If we are being perfectly honest, we didn’t actually stay to watch the sunset because Caro was terrified of trying to get down the steps after dark. Instead, we left just a bit earlier and retraced our walk to Thamel in search of an early dinner before travelling the next day. Fortunately, this time, we had planned ahead and were determined to visit Thamel House, where TripAdvisor and Lonely Planet both assured us we would be served delicious Nepali food. We opted for a set menu so that we would get a bit of everything and were treated to an excellent meal, although you can definitely give the complimentary local shot a miss.As we were nearing the end of the first leg of our trip we were determined to shed as much stuff as possible, firstly because every item of clothing that we own was completely buggered and secondly because we needed room for the salt and pepper shakers, diaries and terrible tat gifts that we have accumulated over the past 7 months. As we were heading back to toasty India it was time to jettison our long-suffering hoodies without which we would almost certainly have expired.We still had a couple of hours to kill before our flight so we decided to go to the Blueberry Kitchen for a leisurely breakfast, another Trip Advisor recommendation. After several excellent coffees, we headed off to the terrible but delightfully retro Kathmandu Airport. It wasn’t a particularly enjoyable experience as the place was very crowded and there is absolutely nothing to do there but we didn’t feel it lived up to its reputation as one of the worst airports in the world. Fortunately, our flight out of Nepal was much smoother than our entrance and for that we were both exceptionally grateful.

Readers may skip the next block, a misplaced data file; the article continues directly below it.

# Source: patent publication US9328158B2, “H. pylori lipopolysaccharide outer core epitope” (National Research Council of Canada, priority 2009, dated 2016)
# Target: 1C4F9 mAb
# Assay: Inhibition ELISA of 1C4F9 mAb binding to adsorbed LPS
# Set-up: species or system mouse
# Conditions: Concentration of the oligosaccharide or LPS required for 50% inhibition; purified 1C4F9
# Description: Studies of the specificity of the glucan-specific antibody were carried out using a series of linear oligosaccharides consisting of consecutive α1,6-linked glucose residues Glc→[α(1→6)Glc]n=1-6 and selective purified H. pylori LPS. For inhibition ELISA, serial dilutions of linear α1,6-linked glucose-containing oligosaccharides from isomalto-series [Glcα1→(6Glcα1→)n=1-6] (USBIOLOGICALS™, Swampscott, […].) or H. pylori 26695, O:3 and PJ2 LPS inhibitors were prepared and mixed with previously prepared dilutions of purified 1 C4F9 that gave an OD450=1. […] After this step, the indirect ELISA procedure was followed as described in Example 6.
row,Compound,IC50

Nepal is an absolutely gorgeous country full of astonishing sights and beautiful, warm, resilient people. We both had the most amazing time there and will definitely be back to do some more trekking, raft some more rapids, and, most importantly, eat more momo!